Sunday, October 25, 2009
You will need:
~ 1 med. size vine ball about a 5 in diameter.
~ 3 suet cakes (or make your own... less expensive and probably better)
~ Some extra seed, fruits, and/or oats
~ Peanut butter and/or Honey
~ Wired ribbon (Dollar Store)
~ Christmasy looking decorations (Dollar Store)
~ Glad Press N Seal plastic wrap
Throw your suet cakes into a pot on a medium burner. Break them up and stir occasionally until everything is well melted.
While the suet is melting, take your vine ball and find a spot on it that has a space big enough to fit a standard spoon. If you can't find one, break some vine pieces to make one. Wrap most of the vine ball up in Press n Seal wrap making sure you leave no holes except around the hole at the top.
When your suet cakes are melted, add in some extra seed (black sunflower seed is best for the winter months), some oats, honey, peanut butter, fruit or whatever you have on hand and take it off the burner. In the pic below I added blueberries (about 1 c.), peanut butter (about 1/2 c), honey (a few squirts) and granola (about 1 c). You can't really screw up the amounts you put in, it will all be appreciated by the birds and will stick together well once the suet hardens again.
Once you notice the suet starting to harden up again (it gets kind of like a crumbly playdoh), put your vine ball in a bowl to hold it up right or just hold it in your hand . Start spooning in the suet and packing it in. Once it's done, put it in the freezer (still standing in the bowl) for about 10 minutes (don't leave it too long, you want it to still be a bit mushy for step 7)
While you wait for the suet to harden, get your decorations ready. I got the little do-dad in the pic below (on the right) at the dollar store. I undid the flower tape, separated all the individual stems and trimmed off any excess wire (what you see on the left). I also made a bow out of the wired ribbon. I just made 6 loops and one small one in the middle and stapled it.
Take your ball out of the freezer and loop some twine through the vines. Make sure you go around thicker vines so that it will hold the weight, and then tie a knot.
I secured the bow to the middle of the twine that was going across the hole of the vine ball (where you shoved the suet through) by, again, just stapling it into place. Now take your decoration do-dads and place them around the bottom of the bow by just sticking them right into the hardened suet. If your suet froze too hard, just leave it out at room temperature for awhile checking periodically. Unwrap and discard the plastic wrap, and Voila! Bird feeder that everyone will ohh and ahh over.
Tuesday, October 20, 2009
Thursday, October 8, 2009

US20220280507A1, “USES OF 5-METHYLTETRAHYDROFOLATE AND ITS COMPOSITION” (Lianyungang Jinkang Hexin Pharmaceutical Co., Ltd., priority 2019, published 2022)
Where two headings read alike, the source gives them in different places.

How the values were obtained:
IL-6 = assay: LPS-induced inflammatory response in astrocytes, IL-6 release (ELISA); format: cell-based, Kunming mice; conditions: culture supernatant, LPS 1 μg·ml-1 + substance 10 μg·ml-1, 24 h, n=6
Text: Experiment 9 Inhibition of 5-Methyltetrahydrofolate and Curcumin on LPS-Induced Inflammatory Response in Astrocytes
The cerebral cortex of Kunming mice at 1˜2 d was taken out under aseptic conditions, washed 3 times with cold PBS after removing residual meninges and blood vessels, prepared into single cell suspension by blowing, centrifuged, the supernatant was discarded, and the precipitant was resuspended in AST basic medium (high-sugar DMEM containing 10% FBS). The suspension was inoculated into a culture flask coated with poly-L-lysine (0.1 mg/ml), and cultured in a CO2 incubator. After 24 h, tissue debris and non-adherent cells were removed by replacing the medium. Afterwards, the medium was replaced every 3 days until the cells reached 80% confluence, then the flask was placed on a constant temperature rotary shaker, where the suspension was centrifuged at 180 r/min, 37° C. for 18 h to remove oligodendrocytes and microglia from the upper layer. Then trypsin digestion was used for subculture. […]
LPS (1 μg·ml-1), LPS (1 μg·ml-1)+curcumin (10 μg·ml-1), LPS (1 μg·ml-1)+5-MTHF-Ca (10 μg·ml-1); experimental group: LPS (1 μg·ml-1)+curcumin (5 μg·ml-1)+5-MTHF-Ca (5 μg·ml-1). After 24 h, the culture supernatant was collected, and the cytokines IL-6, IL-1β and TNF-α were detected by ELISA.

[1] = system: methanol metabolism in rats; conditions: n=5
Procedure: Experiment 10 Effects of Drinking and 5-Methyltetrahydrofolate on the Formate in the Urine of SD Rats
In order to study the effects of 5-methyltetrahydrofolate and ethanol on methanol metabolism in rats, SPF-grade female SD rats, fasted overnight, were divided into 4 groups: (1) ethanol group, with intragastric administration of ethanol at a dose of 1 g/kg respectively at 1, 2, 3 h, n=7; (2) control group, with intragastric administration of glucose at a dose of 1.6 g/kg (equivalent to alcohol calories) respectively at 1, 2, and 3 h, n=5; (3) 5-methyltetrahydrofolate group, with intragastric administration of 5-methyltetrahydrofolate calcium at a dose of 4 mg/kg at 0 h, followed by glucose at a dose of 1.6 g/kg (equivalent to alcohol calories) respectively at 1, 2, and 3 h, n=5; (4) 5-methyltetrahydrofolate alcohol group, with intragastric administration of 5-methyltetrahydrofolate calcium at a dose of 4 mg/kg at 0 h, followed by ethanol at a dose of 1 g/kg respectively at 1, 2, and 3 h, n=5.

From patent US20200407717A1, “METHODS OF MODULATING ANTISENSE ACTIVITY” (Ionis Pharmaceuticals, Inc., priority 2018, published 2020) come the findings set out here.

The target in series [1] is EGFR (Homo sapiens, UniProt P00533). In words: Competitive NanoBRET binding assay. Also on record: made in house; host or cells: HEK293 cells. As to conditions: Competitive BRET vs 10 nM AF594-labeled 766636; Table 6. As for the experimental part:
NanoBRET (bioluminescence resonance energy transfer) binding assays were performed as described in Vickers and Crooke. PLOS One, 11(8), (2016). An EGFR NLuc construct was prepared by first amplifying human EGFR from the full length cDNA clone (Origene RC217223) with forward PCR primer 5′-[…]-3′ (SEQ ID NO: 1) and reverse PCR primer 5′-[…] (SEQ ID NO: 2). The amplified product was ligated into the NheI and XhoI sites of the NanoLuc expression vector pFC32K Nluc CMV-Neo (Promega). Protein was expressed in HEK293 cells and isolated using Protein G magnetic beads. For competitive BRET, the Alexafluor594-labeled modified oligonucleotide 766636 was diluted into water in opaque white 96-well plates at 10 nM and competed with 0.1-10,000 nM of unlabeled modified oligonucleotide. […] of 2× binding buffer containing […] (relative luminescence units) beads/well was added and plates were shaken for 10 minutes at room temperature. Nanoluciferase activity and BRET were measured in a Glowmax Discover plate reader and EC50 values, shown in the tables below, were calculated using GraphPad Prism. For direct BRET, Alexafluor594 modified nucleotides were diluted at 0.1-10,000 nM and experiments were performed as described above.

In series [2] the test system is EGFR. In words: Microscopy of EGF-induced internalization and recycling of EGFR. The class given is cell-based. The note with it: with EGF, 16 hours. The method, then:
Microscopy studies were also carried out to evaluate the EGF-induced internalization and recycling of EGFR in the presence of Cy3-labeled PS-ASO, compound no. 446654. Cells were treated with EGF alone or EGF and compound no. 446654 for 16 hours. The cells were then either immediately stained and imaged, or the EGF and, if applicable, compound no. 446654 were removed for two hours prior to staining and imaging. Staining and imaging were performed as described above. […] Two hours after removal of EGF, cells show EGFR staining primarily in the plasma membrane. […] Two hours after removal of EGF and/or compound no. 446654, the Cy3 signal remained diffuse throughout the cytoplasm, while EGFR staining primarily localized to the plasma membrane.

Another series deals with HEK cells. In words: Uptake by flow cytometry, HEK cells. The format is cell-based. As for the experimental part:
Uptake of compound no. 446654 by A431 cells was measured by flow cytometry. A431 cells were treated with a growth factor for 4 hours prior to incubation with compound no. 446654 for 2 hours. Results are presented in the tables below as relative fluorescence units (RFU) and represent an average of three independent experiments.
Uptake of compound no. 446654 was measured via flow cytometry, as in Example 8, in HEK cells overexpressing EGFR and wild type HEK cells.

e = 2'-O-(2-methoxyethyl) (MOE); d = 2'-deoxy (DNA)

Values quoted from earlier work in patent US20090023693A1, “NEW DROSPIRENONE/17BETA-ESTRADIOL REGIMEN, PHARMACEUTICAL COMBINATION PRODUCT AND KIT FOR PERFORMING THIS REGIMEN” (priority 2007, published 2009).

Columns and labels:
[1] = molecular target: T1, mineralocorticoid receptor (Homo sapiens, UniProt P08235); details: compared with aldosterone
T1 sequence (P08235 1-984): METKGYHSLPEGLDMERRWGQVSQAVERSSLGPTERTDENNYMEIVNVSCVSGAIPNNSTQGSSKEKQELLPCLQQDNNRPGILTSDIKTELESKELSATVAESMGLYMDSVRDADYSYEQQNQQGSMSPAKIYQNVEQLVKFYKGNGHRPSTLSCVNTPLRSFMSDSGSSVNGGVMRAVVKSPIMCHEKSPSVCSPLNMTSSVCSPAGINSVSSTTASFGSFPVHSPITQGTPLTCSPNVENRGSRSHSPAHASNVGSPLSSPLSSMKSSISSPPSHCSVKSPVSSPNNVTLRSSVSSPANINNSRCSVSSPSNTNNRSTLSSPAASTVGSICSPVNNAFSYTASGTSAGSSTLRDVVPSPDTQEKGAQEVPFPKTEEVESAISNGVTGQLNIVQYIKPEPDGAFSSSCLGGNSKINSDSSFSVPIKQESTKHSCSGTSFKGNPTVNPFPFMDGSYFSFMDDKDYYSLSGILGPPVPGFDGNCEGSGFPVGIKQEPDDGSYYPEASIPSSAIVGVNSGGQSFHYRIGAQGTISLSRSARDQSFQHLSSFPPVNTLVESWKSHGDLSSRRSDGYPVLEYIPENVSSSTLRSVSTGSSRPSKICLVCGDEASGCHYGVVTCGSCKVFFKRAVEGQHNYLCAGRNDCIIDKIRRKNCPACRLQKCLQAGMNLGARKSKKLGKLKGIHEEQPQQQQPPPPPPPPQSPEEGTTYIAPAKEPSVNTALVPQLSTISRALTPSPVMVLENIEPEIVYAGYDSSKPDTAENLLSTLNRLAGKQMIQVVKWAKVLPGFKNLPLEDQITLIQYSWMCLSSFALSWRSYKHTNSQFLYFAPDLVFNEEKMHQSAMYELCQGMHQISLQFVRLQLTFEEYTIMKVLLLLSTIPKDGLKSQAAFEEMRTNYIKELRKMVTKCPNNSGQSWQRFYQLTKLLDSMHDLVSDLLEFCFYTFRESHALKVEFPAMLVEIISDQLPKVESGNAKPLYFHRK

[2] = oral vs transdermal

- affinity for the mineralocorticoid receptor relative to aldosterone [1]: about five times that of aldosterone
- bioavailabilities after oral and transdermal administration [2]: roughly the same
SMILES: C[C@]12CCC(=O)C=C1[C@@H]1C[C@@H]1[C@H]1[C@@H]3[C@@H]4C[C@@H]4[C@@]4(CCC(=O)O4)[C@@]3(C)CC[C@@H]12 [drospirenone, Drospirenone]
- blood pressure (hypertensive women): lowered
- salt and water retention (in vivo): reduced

I've become an eclectic collector. I tend to be attracted to things that remind me of a gentler time, a time of wonder and innocence. My first antique pieces were a turn of the century love seat and chair, a mirror, a small table that I use as my TV stand and a vanity that I can't quite bring myself to refinish. I've had those pieces for over 30 years now which shocks me because I was quite the transient for several of those years but I somehow managed to drag them all over the country (and Canada is a big country!) I really started collecting vintage things about 15 or so years ago. It started with salt and pepper shakers, then it was lighting, then tablecloths and jewellery and lots of other odds and ends. I never buy pieces for their worth, I'm thrifty and LOVE a bargain. Recently hubs told me I was like one of those hoarders (you know, the kind who need professional help) and suggested that I don't clutter up the place too much. He's right and I must curb my urge to keep adding to my collections of things. Of course that doesn't mean I'll ever pass up something that is just too good to pass up. What is does mean is that I'll just not go in search of that special something as much as I'd like to. Fair enough, me thinks.
Tuesday, October 6, 2009
Hubs built a shed. And it's a fine shed. Our old shed, well, it's just falling apart, it's half torn down and we fear it won't make it through another winter. So despite mind-numbing pain that never goes away, hubs got busy and did what he had to do. Our budget doesn't allow us the luxury of paying others what we can do ourselves (I personally feel hubs does a better job anyway). As hubs puts it, he's in pain whether sitting still or moving around and it's got to be done. So it was and even though it's intended for practical use, it really has some cute country curb appeal. There are still some finishing touches to be added and I hope they actually get done in... oh, let's say the next year. In fairness, pressure treated lumber should be out in the elements for a year before being painted. We want to put a loft in and maybe insulate but that's not important for this year.